Taxation of capital gains on option trading

Dear fellow amateur investors
I sell put options to generate income, usually on positions expiring in the next 4 to 6 weeks max; as a result i will have a high number of trades, each for small amounts.
Will the short duration of the options be seen as active trading by the tax authorities and therefore taxed on the assumption i behave as a professional trader?

The precise answer is : maybe

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Trading of derivatives that goes beyond hedging risks of your investments is considered one of the main three criteria for professional trading, if the trading volume is sufficiently high relative to your wealth.

As you write you’re selling options to generate income, I assume it’s not just tiny volume to play around with and thus, classification as professional trader seems like a real possibility. However, there are many people who sell options without being classified as professional trader. I.e. see @REandSTOCK’s comment.

See also Kreisschreiben Nr. 36 - Gewerbsmässiger Wertschriftenhandel | Swiss Tax Law

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It mainly depends on the canton you live in. Some cantons (e.g. Schwyz) are notoriously pesky and follow the already mentioned Kreisschreiben Nr. 36 very closely. The main problem is that the 5 criteria have to be fulfilled cumulative. By writing options, you are already violating points 1. and 5. in Kreisschreiben Nr. 36

You might be able to get away with it if you live in canton Zurich or Zug. Still, if the generated income writing put options is high enough compared to your annual income, you might be classified as a professional trader.

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To elaborate a bit, if you fulfill all of the 5 criteria of the “Vorprüfung”, you’re guaranteed not to be classified as professional trader. However, violating one of these 5 criteria does not necessarily imply that you are classified as professional trader, even when the authorities strictly follow Kreisschreiben Nr. 36.

The 3 criteria (somewhat vaguely) described later on decide the classification: trading volume, use of leverage, and trading derivatives beyond pure hedging. The use of leverage is the most important criterion.

:+1:

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I agree. Thanks for elaborating more on the 5 criteria. Indeed, I should also have mentioned your points as well.

I met someone 2y ago during a meetup (not from this forum, but another one) who lived in canton Schwyz and just sold put options. He didn’t use leverage at all, but of course it was not hedging in his case (how can selling put options and earning the premium be counted as hedging anyway?), and yet still he was classified as a professional trader and had to pay capital gains plus AHV on his trading profits. I don’t know about his trading volume though. Unfortunately, I don’t have his contact details, but maybe I’ll meet him during the next month.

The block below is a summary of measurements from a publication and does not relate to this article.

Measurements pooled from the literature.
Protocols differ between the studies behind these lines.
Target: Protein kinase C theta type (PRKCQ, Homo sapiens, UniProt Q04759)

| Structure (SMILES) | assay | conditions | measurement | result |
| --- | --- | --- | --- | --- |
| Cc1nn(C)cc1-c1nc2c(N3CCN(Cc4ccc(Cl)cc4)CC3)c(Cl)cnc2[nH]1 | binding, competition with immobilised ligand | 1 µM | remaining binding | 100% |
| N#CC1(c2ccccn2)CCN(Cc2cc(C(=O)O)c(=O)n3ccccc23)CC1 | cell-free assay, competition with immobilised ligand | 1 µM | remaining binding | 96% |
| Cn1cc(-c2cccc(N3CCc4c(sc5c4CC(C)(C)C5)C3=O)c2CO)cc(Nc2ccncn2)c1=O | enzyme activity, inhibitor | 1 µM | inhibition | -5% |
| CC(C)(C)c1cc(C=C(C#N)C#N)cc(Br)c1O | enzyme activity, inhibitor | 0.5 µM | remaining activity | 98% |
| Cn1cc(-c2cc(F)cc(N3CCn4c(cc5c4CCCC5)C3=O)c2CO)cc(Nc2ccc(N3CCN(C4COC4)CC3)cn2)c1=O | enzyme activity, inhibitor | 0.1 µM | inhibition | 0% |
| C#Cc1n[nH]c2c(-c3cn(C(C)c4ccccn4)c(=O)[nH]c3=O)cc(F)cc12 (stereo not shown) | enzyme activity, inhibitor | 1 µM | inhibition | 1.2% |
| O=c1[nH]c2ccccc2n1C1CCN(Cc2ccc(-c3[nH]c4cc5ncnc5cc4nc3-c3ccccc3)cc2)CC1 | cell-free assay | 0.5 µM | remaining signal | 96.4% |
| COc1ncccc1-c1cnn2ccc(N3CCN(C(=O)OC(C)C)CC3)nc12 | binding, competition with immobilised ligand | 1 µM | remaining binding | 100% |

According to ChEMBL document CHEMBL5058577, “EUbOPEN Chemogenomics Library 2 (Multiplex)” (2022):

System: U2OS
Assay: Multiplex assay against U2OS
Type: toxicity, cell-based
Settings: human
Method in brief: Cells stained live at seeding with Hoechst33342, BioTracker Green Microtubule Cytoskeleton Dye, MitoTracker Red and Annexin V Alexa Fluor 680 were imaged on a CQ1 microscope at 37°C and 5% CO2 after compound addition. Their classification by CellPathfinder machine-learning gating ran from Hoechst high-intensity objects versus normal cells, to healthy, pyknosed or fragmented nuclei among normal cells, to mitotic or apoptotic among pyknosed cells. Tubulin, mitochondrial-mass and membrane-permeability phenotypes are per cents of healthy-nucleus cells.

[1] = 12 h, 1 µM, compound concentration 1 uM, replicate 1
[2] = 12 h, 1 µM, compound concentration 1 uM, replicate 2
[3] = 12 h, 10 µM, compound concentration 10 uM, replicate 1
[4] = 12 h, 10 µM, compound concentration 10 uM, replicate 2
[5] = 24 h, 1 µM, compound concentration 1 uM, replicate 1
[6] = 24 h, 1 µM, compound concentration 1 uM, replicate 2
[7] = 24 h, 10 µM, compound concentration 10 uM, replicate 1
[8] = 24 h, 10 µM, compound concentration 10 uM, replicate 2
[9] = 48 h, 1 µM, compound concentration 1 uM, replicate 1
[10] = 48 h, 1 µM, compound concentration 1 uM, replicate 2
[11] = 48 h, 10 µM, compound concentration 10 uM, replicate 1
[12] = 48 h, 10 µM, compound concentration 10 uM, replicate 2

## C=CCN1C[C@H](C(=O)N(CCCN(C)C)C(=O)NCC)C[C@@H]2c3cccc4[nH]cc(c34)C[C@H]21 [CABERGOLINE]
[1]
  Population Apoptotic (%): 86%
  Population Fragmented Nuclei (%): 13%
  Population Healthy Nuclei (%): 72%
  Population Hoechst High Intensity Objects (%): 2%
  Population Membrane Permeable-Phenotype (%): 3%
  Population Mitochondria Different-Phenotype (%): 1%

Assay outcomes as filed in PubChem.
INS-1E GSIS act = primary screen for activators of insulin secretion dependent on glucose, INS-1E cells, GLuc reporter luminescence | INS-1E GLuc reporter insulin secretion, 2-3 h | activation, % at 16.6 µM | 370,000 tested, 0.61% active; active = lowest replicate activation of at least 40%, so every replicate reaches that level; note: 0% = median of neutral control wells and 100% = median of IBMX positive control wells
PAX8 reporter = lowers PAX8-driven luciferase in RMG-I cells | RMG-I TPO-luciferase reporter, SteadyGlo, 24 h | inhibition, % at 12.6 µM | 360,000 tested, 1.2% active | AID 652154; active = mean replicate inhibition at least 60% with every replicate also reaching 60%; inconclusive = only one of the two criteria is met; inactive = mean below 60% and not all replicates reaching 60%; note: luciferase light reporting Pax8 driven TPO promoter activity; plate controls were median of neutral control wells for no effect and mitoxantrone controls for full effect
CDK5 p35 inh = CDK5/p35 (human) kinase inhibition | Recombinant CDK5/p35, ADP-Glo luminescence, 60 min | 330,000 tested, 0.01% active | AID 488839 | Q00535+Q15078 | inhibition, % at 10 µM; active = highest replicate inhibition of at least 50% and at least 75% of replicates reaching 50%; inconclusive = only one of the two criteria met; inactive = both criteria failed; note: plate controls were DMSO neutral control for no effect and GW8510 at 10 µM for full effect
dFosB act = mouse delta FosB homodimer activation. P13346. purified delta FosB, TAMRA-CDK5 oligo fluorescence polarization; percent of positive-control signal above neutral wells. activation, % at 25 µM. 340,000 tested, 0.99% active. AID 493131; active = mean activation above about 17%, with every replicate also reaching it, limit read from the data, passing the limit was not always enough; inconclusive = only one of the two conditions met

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Thank you for the insightful comments Jay and FireStarter
Further thoughts:

  • if one is classified as professional trader, then he /she will need to pay taxes and AHV only on the portion of Investments where the 5 rules are not met, or also in the rest of the investment universe of this person?. For example extending into capital gains of a portfolio of stocks that are kept for the long haul?
  • if one has a full time employment, the professional trader classification might count as a violation of the employment contract ? Will the employer be notified of the authorities decision reg. Professional trading?
    Thanks for any further insights.

The way I understand it ALL of your portfolio is counted, meaning that all capital gains are then taxed. So you are infecting your “private” portfolio. Which is rather unpleasant, because you don’t want to pay capital gain taxes on the long term stocks which you are not planning to sell. Note: I’m still not sure if my understanding is correct.

Yes, that could be classified as a violation of the employment contract. I don’t think the authorities will be notifying the employer though. This is an assumption though.

I guess it really comes down to the percentage of income you are generating with the option writing, plus the canton you live in. You might be classified as a professional trader in canton Schwyz for just writing options which generate 1k per year, while you are not classified in Zurich for writing options which generate 25k per year (while earning 100k).